The selection of the denominator is crucial for all studies. Choosing an inadequate denominator takes away the validity of the results partially or completely, regardless of how prospective, randomized, controlled or blinded the study was and regardless of how fancy the statistics were. Denominators are essential for incidence or rates of diseases, risk factors and impact or effect size of an intervention. The choice of a correct denominator is among the most important factors in the hands of the authors. Of course, the reviewers and editors should be the "first line of protection" when authors choose denominators wrongly or compare some of them erroneously. However, clinicians have the obligation to look carefully at the denominator chosen and at the denominators used in all comparisons and decide what they mean, if anything. Unfortunately, many manuscripts do not make valid comparisons, "flipping" among denominators and/or using incorrect denominators. See the following example.

The rate of prostate cancer decreases over the years in one community as opposed to many other communities in which there has been an increase. Long and behold the denominator used in that community was the entire population (children, young men and women!). Also, during the previous 5 years a proportion of men over 60 moved out of the community because of retirement and weather reasons!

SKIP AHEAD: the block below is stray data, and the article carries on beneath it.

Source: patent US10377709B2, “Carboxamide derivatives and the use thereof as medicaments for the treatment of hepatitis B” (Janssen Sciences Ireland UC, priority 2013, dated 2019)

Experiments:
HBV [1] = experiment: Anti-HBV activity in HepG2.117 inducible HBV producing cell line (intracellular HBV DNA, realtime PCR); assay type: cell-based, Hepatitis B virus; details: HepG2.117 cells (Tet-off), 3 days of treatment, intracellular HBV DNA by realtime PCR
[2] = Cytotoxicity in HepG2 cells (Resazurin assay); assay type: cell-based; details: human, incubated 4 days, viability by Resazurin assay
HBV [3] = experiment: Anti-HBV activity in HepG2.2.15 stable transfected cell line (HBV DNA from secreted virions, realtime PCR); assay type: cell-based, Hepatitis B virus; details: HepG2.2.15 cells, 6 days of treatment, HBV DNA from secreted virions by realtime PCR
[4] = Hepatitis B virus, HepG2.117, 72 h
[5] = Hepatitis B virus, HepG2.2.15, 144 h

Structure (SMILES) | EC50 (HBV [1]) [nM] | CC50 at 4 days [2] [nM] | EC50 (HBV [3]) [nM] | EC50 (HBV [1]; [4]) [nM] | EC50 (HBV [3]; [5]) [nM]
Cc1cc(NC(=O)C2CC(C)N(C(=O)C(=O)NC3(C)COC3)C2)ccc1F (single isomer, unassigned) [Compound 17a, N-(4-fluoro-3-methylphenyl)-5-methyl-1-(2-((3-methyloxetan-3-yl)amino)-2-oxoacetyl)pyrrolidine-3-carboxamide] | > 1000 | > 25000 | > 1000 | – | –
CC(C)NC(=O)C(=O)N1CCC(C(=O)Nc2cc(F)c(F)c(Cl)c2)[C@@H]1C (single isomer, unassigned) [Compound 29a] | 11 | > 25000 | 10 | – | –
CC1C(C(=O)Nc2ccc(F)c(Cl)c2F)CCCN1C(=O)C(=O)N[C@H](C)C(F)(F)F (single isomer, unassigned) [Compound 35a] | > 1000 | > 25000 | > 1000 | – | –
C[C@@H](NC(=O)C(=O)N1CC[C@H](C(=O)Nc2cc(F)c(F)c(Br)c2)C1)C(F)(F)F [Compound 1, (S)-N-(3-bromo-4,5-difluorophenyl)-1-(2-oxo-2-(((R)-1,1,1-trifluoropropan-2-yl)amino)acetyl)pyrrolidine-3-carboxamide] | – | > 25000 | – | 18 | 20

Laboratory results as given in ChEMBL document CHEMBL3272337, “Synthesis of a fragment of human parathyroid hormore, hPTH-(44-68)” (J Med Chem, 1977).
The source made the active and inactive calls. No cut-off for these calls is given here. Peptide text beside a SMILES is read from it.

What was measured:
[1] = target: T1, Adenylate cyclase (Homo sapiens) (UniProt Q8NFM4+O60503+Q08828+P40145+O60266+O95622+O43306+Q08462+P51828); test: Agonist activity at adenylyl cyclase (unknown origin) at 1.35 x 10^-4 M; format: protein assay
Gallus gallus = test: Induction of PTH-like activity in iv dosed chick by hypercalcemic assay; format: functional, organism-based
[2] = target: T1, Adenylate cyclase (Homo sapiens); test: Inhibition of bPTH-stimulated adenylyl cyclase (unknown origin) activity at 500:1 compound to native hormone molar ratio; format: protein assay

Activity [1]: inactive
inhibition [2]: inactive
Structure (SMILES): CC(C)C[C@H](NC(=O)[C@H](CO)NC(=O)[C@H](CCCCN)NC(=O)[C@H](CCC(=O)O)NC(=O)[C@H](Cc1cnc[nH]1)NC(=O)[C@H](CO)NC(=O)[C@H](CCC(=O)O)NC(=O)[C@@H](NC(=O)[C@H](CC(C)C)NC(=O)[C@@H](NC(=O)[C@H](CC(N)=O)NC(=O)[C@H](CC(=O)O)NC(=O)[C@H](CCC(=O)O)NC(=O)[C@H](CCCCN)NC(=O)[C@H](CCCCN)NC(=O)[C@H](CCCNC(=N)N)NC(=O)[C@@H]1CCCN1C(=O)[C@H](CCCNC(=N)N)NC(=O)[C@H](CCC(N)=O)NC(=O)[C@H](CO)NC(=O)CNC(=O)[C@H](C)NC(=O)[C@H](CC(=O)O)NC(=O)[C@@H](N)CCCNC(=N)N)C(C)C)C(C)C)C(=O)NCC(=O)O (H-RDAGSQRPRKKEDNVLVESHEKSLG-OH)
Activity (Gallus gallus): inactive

If you look carefully in the manuscripts you read, you will sometimes find significant errors in denominators such as this one (hopefully not as flagrant). Ask yourself: "What is the denominator? What should it be? What is the total population at risk?" In the case of prostate cancer definitely not children, female or young adults. And also be cautious and attentive, since sometimes the authors "change denominators on you." The issue is then to clearly identify who they are talking about and compare this to the real population at risk. For example, in studies of bronchopulmonary dysplasia (BPD) and retinopathy of prematurity (ROP) or severe intraventricular hemorrhage (IVH) do they use all live births < 1,500 g as denominator? Doing so may be similar to the example of prostate cancer above. If many infants die before 6 weeks of age, or are not submitted to detailed ophthalmologic examination or head ultrasounds, the denominator is wrong and rates will be falsely low. When correct denominators are not used, the incidence of the problem is likely to be "better" than it really is! Denominators are of extreme importance when making comparisons or when deciding to change treatments.